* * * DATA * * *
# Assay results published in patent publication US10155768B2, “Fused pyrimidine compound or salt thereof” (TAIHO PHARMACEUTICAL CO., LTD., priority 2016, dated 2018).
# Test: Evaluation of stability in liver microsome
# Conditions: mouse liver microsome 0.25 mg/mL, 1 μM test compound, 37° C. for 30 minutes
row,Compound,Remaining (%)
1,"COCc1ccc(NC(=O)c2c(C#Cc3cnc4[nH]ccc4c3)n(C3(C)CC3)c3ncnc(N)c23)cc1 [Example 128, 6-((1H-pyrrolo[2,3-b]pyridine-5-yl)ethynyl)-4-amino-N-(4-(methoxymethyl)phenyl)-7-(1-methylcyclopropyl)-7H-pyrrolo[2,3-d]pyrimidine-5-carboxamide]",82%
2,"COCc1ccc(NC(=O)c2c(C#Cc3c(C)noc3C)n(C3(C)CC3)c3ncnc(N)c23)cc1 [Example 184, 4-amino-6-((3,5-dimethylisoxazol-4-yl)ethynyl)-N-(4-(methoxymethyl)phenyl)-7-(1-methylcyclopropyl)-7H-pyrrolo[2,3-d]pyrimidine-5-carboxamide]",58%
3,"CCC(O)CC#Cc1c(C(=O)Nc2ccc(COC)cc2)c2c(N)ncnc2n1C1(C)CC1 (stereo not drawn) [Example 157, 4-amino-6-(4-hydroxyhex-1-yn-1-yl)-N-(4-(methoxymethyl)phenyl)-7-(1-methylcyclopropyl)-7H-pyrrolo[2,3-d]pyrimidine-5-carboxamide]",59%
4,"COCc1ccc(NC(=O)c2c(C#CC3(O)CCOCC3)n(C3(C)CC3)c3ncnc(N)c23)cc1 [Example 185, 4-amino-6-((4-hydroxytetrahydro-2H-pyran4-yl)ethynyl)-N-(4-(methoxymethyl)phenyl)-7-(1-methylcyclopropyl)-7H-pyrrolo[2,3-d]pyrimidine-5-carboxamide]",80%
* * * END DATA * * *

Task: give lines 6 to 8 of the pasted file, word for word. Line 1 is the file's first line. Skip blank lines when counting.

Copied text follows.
2,"COCc1ccc(NC(=O)c2c(C#Cc3c(C)noc3C)n(C3(C)CC3)c3ncnc(N)c23)cc1 [Example 184, 4-amino-6-((3,5-dimethylisoxazol-4-yl)ethynyl)-N-(4-(methoxymethyl)phenyl)-7-(1-methylcyclopropyl)-7H-pyrrolo[2,3-d]pyrimidine-5-carboxamide]",58%
3,"CCC(O)CC#Cc1c(C(=O)Nc2ccc(COC)cc2)c2c(N)ncnc2n1C1(C)CC1 (stereo not drawn) [Example 157, 4-amino-6-(4-hydroxyhex-1-yn-1-yl)-N-(4-(methoxymethyl)phenyl)-7-(1-methylcyclopropyl)-7H-pyrrolo[2,3-d]pyrimidine-5-carboxamide]",59%
4,"COCc1ccc(NC(=O)c2c(C#CC3(O)CCOCC3)n(C3(C)CC3)c3ncnc(N)c23)cc1 [Example 185, 4-amino-6-((4-hydroxytetrahydro-2H-pyran4-yl)ethynyl)-N-(4-(methoxymethyl)phenyl)-7-(1-methylcyclopropyl)-7H-pyrrolo[2,3-d]pyrimidine-5-carboxamide]",80%